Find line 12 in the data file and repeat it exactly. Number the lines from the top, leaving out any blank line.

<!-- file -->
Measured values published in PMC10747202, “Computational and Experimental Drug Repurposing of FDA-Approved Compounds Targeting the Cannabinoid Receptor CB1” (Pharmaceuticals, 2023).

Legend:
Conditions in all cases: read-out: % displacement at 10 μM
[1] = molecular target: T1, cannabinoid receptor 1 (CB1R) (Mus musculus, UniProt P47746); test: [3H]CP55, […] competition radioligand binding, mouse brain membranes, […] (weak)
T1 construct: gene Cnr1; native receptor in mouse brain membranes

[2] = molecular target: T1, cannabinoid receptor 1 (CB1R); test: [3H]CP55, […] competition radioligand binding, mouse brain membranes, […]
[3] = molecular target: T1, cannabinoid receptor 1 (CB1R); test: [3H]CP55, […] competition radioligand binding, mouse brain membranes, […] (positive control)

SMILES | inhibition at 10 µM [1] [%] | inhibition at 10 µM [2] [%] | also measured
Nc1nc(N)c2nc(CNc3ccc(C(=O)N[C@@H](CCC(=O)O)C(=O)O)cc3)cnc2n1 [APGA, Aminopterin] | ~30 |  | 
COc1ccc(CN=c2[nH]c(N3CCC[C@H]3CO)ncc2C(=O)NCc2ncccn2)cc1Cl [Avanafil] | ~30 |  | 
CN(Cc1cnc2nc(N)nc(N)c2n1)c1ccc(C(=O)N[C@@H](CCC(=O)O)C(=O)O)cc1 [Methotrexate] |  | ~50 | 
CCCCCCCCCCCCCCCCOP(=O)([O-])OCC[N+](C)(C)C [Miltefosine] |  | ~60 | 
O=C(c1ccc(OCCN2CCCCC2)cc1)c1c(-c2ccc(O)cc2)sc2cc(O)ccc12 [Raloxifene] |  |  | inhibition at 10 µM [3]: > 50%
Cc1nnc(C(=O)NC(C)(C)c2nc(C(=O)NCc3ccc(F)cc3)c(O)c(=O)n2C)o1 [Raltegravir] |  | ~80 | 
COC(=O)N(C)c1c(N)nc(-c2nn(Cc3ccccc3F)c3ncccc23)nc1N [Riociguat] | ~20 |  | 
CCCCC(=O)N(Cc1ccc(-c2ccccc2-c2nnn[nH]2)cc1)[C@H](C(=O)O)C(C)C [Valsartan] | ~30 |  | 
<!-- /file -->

CCCCCCCCCCCCCCCCOP(=O)([O-])OCC[N+](C)(C)C [Miltefosine] |  | ~60 | 